The Surprising Benefits of Swimming
When you think of swimming, you might remember lazy days splashing around the pool as a child. Or if you already have children, the thought of the pool might even have the negative connotations of getting everyone together, fighting the crowds, and baking in the sun. While both of these may be accurate representations of swimming, they don't have much to do with swimming while pregnant.
Swimming is a favorite form of exercise for pregnant women for a variety of reasons. It provides you with a great cardiovascular workout and exercises the majority of your muscle groups. Many women enjoy the feeling of floating and taking stress off their bones and joints. Others enjoy the cool feelings they have while in the pool, even during the colder months. Some just find the water relaxing.
Overall, swimming is an excellent way to stay physically and mentally fit during your pregnancy. Swimming also offers the added benefit of being readily available to all fitness levels.
When you are in water, you feel much lighter than on the land. For example, 150 pounds feels like it weighs about 15 pounds while submerged. This feels great when you're sporting the extra pounds of pregnancy!
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Swimming is one of the few exercises that you can do during pregnancy, even if you have not been a frequent exerciser prior to pregnancy. This is good news for you if you've not previously been swimming, or if your overall fitness level is not as high as you'd like it to be. You can start by swimming easily for 20 minutes a day. Do this three to four times a week.
Being pregnant can cause a variety of weight-related problems, particularly when it comes to your joints and bones. While in water, you feel lighter and do not have as many concerns with the bumping and jarring of being on land. The more pregnant you become, the more relaxin (a hormone secreted by the placenta and the lining of the uterus) your body releases. While this is of great benefit during labor, when you want your pelvis to move more freely, it can cause a variety of aches and pains during pregnancy.
The buoyancy of the water allows you to move around freely. Many pregnant women report feeling lighter and more limber while in water. This beneficial aspect can help make your workout easier, not to mention its effect on pain relief! Buoyancy also helps protect you from injury due to exercise.
You can also use the buoyancy of the water to provide resistance for your workouts. Using the water to ease your workouts and increase the difficulty can take some time, so just get used to the feel of the water first, if you're not used to exercising in the aquatic environment.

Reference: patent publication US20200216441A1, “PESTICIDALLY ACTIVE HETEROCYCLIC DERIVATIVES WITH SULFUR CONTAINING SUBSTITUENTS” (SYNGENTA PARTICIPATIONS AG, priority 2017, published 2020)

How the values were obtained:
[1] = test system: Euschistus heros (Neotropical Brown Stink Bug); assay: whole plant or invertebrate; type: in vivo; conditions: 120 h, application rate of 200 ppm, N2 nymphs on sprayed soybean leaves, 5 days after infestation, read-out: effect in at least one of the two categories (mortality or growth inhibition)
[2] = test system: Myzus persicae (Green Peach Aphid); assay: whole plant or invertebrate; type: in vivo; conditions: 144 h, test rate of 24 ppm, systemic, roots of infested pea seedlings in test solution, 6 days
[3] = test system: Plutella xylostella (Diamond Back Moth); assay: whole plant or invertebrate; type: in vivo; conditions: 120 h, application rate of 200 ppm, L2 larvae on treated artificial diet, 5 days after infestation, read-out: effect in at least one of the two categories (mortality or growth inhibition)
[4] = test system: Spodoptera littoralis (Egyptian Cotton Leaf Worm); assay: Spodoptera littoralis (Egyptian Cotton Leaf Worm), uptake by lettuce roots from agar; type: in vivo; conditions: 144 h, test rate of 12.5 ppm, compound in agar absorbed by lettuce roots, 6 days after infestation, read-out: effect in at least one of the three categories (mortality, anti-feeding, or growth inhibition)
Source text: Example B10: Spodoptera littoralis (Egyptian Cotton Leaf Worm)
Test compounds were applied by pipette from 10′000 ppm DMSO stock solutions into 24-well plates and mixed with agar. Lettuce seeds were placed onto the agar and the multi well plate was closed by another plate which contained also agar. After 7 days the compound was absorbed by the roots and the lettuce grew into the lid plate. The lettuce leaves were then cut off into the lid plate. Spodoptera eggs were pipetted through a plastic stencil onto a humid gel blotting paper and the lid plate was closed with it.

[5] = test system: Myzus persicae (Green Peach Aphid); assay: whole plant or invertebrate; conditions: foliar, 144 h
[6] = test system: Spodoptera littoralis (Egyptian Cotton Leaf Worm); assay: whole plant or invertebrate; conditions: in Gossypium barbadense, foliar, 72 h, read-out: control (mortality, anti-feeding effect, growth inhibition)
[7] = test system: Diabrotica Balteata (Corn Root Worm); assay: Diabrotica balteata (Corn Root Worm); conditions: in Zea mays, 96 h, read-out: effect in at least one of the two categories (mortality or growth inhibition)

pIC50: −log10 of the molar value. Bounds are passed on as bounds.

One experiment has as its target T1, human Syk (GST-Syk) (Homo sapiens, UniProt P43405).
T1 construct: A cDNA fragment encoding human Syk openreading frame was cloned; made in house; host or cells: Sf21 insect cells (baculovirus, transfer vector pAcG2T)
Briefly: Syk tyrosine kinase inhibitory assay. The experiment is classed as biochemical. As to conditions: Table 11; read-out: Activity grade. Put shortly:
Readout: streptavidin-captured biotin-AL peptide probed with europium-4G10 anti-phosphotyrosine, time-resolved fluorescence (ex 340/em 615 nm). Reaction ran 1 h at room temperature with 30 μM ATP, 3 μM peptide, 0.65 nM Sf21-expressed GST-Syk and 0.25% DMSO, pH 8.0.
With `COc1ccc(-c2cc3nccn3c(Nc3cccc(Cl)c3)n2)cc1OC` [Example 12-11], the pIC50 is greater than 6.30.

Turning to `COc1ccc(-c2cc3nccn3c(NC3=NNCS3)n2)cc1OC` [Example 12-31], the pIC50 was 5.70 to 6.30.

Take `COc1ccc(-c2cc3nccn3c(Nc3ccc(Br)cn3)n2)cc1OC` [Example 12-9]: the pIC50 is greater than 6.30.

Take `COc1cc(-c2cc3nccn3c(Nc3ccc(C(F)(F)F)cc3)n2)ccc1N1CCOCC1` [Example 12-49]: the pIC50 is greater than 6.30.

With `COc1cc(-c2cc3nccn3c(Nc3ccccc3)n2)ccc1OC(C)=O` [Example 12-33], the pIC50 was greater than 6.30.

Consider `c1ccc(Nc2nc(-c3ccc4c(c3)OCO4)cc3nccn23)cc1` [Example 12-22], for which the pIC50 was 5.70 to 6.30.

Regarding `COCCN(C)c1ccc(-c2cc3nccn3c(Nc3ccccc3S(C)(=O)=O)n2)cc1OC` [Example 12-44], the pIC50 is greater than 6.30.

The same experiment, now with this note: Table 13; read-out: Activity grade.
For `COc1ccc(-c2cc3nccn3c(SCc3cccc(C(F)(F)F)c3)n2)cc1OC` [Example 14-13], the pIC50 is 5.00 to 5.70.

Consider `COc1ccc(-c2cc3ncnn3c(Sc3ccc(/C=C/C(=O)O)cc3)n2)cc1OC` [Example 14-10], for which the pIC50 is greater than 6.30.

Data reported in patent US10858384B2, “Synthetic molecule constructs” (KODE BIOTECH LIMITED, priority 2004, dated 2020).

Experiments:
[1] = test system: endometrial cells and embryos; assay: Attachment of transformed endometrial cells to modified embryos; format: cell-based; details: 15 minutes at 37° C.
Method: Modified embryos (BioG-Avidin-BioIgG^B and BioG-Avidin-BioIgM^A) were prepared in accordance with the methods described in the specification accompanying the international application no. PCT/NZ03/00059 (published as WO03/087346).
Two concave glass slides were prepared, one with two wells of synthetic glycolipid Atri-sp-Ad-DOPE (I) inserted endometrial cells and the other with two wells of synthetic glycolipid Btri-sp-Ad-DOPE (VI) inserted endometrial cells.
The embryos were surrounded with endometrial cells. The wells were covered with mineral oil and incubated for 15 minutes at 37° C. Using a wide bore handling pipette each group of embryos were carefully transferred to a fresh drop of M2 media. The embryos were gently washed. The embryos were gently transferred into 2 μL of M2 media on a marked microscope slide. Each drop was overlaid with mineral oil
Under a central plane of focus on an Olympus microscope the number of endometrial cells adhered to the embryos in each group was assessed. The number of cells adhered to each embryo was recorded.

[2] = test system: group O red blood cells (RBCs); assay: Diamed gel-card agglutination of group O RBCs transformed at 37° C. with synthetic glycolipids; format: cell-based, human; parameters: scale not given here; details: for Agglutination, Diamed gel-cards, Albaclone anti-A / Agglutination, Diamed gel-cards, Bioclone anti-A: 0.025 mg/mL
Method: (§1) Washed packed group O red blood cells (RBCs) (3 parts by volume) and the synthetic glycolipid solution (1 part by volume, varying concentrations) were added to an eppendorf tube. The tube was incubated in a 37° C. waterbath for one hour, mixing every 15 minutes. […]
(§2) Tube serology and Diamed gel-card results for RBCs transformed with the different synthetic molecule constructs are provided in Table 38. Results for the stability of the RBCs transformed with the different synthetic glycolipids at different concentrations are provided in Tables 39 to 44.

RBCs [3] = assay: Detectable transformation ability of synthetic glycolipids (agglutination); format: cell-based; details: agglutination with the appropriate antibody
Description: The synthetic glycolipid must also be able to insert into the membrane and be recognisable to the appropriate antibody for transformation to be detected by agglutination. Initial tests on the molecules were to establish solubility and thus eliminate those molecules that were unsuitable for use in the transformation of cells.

Being in the pool also aids with your posture. It's easier to be upright in the pool. Maintaining proper positioning of your body will help alleviate and prevent some problems associated with pregnancy. The water also acts as a massage agent by exerting force on your body and massaging your muscles as you move around.
Being in the water does require some balance. This is something you may struggle with during pregnancy. However, in the water you're not as likely to fall and injure yourself as you may be on land. This adds difficulty to the workout while still allowing you to exercise your balance and work on improvements.
Just as when you were a kid, swimming or even being in water can leave you physically exhausted. While you may feel exhausted on a general basis, this form of exhaustion and relaxation is more conducive to sleeping than general pregnancy exhaustion.
We know that exercising helps pregnant women and others get more rest at night. Exercising in water has this same benefit. In addition, exercise in water offers the added benefit of feeling less weighed down by the added weight of pregnancy; others are simply more relaxed in water.
Beginning at about 28 weeks of gestation, babies will start to move into a head-down position. Babies are breech about 3 to 4 percent of the time at your due date. If your baby is still breech at your due date or before, you can try exercises and even external version (manually turning baby, done by your practitioner) to turn the baby head down. If these attempts are unsuccessful, most practitioners recommend a cesarean birth.
Ah, here's a great benefit that many people do not know about. If you have blood pressure problems, particularly while pregnant, simply being in shoulder-deep water can help decrease your overall blood pressure. This is due to increased circulation and relief from swelling. There is also a decrease in the associated risks of high blood pressure.
Some studies indicate that you can use a pool and water to help turn a breech baby, or a baby that is not in a head-down position. The methods to do this are varied. One involves the pregnant woman doing handstands in water that comes up to the top of her thighs. The other is having her dive into the pool. Apparently, these exercises are supposed to help turn a breech baby. However, always check with your doctor or midwife before doing these types of exercises.